The Systematized Nomenclature of Medicine (SNOMED) is a systematic, computer-processable collection of medical terms, in human and veterinary medicine, to provide codes, terms, synonyms and definitions which cover anatomy, diseases, findings, procedures, microorganisms, substances, etc. It allows a consistent way to index, store, retrieve, and aggregate medical data across specialties and sites of care. Although now international, SNOMED was started in the U.S. by the College of American Pathologists (CAP) in 1973 and revised into the 1990s. In 2002 CAP's SNOMED Reference Terminology (SNOMED RT) was merged with, and expanded by, the National Health Service's Clinical Terms Version 3 (previously known as the Read codes) to produce SNOMED CT.
Versions of SNOMED released prior to 2001 were based on a multiaxial, hierarchical classification system. As in any such system, a disease may be located in a body organ (anatomy), which results in a code in a topography axis and may lead to morphological alterations represented by a morphology code.
In 2002 the first release of SNOMED CT adopted a completely different structure. A sub-type hierarchy, supported by defining relationships based on description logic, replaced the axes described in this article. Versions of SNOMED prior to SNOMED CT are planned to be formally deprecated from 2017. Therefore, readers interested in current information about SNOMED are directed to the article on SNOMED CT.
SNOMED was designed as a comprehensive nomenclature of clinical medicine for the purpose of accurately storing and/or retrieving records of clinical care in human and veterinary medicine. The metaphor used by Roger A. Côté, the first editorial chair, was that SNOMED would become the periodic table of elements of medicine because of its definitional organization beyond the hierarchical design. Indeed, diseases and procedures were ordered hierarchically and are further referenced back to more elementary terms (see Reference Ontology and Multi-Axial Design, below).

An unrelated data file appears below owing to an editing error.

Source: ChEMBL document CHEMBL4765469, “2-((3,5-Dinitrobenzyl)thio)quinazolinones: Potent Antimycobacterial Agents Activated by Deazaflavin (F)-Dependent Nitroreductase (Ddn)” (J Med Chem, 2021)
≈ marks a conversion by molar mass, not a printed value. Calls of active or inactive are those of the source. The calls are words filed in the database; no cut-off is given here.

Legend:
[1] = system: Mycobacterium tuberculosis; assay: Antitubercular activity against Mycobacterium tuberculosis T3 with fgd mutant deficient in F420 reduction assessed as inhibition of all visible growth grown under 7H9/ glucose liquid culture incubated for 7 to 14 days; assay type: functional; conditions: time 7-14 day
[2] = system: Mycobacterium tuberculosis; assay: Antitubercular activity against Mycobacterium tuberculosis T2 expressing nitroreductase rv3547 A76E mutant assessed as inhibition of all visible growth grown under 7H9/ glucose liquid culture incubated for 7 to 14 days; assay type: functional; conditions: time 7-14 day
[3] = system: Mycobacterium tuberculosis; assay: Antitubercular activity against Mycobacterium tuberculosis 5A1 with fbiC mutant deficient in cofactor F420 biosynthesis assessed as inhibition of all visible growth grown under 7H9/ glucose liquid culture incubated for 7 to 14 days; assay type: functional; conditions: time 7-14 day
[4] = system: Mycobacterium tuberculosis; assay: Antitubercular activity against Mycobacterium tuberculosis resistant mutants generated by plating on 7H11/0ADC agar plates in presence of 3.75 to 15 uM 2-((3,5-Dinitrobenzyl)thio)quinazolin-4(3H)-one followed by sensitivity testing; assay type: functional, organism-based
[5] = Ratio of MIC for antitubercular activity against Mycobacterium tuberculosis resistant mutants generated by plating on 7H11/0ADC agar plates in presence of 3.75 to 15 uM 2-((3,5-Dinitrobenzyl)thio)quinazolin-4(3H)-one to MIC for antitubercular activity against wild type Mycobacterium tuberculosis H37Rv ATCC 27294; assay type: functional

SNOMED was originally conceived by Côté as an extension of the design of the Systematized Nomenclature of Pathology (SNOP) applicable for all medicine. SNOP was originally designed by Arnold Pratt to describe pathological specimens according to their morphology and anatomy (topography). The ambitious development of SNOMED required many more axes (see multi-axial design, below). SNOMED was jointly proposed for development to the College of American Pathologists by Côté and Pratt. The former was appointed as editorial chair of the Committee on Nomenclature and Classification of Diseases of the CAP and developed the SNOMED from 1973 to 1997. In 1998, Kent Spackman was appointed to chair this committee and spearheaded the transformation of the multi-axis systems into a highly computable form (See SNOMED CT): a directed acyclic graph anchored in formal representation logic. In 2007, the newly formed International Health Terminology Standards Development Organisation (IHTSDO) acquired all the Intellectual Property of SNOMED CT and all antecedent SNOMED versions.
SNOMED was designed from its inception with complex concepts defined in terms of simpler ones. For example, a disease can be defined in terms of its abnormal anatomy, abnormal functions and morphology. In some cases, the etiology of the disease is known and can be attributed to an infectious agent, a physical trauma or a chemical or pharmaceutical agent.
The current concept uses eleven (11) axes that comprise terms organised in hierarchical trees. The axes and some examples are provided below:
For the Morphology axis, SNOMED has agreed to collaborate and use the same harmonized codes shared with International Classification of Diseases for Oncology. Additional examples on topology are provided on that page.